IDE WTF's



  • Right now I am doing work for a customer that involves using GE-IP's "Machine Edition" (ME). This is the graphical IDE that you use to program GE-IP's range of Programmable Logic Controllers (PLC's). The final target isn't important for this rant, but GE-IP hardware is used all over the manufacturing world and Machine Edition is their flagship IDE product. Here are just some of the fun things I am experiencing:

    • I am trying to understand and merge code from 3 different sources. But ME only allows one instance of itself to run, and only one project open at a time. So I have 3 full Windows 7 VMs running simultaneously, with a single copy of ME running in each one.
    • You can import libraries of code into what ME calls its Toolchest. You need to open a project before you can import a library, but the import is actually at the IDE level so that every other project you open sees the library you imported for the first project. That would be OK except that if you open a project that used a different version of the library (perhaps an older version) with functions of the same name - ME then crashes big time, with just "Kthxbye" on the way out
    • When you select code and hit copy its a crapshoot whether or not you will succeed in the copy, or just get a dialog box that says "Copy failed". Fortunately the code remains highlighted and doing the copy a second time always seems to work.
    • ME provides a nice list of all the variables in use in the project which are displayed along with 3 buttons that allow you to display different aspects of each variable (like type, address, comment act) in columns along side the name. Except those buttons are always grayed out and no one seems to know why. So you always have to select a variable and hit a "Properties" command to see the additional details. (actually I just found out there is a reason - they are not supported under Windows 7 64)
    • You can generate a bunch of reports about your code (such as a list of variables by type, a cross reference etc) which are rendered as HTML in a window inside the IDE .. but you can't save this data to an external file for additional analysis .. the best you can do is highlight the HTML and do a copy/paste into a external text editor - unless you want to print to a file
    • In a PLC, the concept of an un-initialized variable does not exist, and does not generate any warnings. You can generate a cross reference report from which you can manually search for un-initialized vars. You can generate a report of defined, but un-used vars, but there is no report of "un-initialized vars" .. hence my desire to post-process the cross ref.
    • There is no way to test your code without downloading it into the actual hardware. While you can think of a PLC as an embedded system, a PLC program is more like a Java program running on a JVM. But in this case the only GE-IP "JVM" available is the one on the actual hardware itself, even though that hardware is based on generic Intel CPUs. I can buy a test system if I wanted to, but the starting price is around $5k. But as I am being a cheapskate .. I'll do all my editing now and then in a few weeks time I'll visit my customer and do a mammoth testing and debugging session (which in fact is pretty much an industry wide accepted way of doing things).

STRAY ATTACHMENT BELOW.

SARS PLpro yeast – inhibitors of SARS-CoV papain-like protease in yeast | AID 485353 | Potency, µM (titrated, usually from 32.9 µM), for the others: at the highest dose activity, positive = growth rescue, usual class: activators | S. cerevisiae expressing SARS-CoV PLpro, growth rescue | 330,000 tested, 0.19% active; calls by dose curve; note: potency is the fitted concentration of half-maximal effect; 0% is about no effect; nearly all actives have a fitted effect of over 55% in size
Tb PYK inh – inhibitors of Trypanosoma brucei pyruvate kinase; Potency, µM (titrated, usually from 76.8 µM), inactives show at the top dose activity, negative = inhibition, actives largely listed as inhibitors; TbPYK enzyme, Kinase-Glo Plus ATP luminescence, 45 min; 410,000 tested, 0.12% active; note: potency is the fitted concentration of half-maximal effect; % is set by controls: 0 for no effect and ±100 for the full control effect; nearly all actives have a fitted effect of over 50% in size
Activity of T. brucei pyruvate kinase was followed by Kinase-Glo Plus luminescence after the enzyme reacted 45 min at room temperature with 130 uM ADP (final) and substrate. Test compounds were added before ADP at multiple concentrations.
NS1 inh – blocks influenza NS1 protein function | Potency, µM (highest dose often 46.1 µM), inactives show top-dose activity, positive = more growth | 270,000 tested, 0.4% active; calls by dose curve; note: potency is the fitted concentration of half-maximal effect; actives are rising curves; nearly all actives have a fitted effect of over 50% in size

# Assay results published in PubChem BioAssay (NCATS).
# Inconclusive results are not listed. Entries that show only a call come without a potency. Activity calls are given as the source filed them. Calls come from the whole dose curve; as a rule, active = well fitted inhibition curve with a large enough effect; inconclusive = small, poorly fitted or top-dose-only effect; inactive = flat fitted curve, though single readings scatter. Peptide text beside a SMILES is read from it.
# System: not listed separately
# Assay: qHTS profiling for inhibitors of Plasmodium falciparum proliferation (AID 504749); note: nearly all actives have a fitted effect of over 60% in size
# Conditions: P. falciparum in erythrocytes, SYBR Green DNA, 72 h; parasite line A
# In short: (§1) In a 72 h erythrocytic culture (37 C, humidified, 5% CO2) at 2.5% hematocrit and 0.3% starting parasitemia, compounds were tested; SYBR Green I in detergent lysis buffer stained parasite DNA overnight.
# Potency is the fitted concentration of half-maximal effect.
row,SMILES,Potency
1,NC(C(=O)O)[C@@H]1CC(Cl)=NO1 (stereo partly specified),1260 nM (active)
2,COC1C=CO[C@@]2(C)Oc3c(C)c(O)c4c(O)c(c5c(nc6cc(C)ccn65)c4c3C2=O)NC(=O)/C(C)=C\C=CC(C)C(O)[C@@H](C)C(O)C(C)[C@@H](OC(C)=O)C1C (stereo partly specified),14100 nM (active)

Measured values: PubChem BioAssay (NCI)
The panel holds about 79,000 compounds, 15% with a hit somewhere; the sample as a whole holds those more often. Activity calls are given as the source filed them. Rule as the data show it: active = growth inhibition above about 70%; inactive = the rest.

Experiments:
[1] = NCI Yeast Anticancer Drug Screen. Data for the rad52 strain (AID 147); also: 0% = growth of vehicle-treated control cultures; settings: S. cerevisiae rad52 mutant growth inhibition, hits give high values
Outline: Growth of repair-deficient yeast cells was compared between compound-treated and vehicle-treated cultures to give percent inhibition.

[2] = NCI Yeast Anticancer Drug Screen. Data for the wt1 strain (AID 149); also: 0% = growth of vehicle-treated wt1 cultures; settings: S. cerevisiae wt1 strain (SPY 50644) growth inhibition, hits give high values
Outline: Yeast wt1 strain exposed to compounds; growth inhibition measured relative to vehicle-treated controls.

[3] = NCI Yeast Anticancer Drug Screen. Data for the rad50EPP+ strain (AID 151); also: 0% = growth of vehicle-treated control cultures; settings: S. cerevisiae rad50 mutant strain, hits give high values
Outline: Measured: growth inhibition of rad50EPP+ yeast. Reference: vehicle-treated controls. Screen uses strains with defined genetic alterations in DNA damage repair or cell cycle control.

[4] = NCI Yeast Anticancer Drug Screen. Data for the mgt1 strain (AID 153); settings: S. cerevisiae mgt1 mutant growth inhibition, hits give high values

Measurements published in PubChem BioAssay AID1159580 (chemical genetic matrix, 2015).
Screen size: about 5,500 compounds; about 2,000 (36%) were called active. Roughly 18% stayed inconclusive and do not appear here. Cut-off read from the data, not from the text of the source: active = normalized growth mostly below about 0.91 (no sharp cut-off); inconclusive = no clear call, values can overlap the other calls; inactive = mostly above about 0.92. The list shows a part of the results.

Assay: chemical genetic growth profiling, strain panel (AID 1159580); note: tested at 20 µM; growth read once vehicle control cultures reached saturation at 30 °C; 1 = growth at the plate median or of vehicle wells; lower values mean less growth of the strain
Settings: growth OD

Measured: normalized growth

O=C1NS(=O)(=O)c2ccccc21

•  That sounds worse than the RealBasic IDE. My sympathies.



  • @OzPeter said:

    When you select code and hit copy its a crapshoot whether or not you will succeed in the copy, or just get a dialog box that says "Copy failed". Fortunately the code remains highlighted and doing the copy a second time always seems to work.

    How is it even possible to write code that shitty?



  • @blakeyrat said:

    How is it even possible to write code that shitty?
    using Visual Basic ?



  • @blakeyrat said:

    @OzPeter said:
    When you select code and hit copy its a crapshoot whether or not you will succeed in the copy, or just get a dialog box that says "Copy failed". Fortunately the code remains highlighted and doing the copy a second time always seems to work.

    How is it even possible to write code that shitty?

    VMWare View Client seems to be a lottery at times when copying and pasting between my local and remote machines.



  • Lotus Notes, the golden standard of fucking awful software everywhere, also has issues copying.

    But it doesn't SHOW A DIALOG BOX WHEN A COPY FAILS! Even Lotus Notes developers figured out THAT was a bad idea!



  • @blakeyrat said:

    Lotus Notes, the golden standard of fucking awful software everywhere, also has issues copying.

    But it doesn't SHOW A DIALOG BOX WHEN A COPY FAILS! Even Lotus Notes developers figured out THAT was a bad idea!
    My favourite LN bug at the moment (There are so many...) is that for roughly 20% of users that we support (Hundreds out of thousands, Independant of location/machine) there is no toolbar on the new mail screen with the options "Send", "Send and File", "Save as Draft"...

    To send mail, you need to go to the "Actions" menu, and "Send". Or, press F9, which refreshes the page and brings the toolbar into existance. Or, call Service Desk*.

    A Lotus Notes fixpack can fix the issue, but you can probably understand why we'd be hesistant to drop a Lotus Notes fixpack across thousands of computers...

    I really need to write these down and write a post later with a list of them...

    * Lotus Notes, as we all know, was developed entirely by IT Service Desk team members as an effort to ensure job security throughout their lifetime.



  • @blakeyrat said:

    How is it even possible to write code that shitty?
    Beats me, but I was reminded of Navision's
    <img src="http://eternallybored.org/tdwtf/navisioncut.png" alt="Cut selected lines?>



  • Obviously TRWTF is not using vim.


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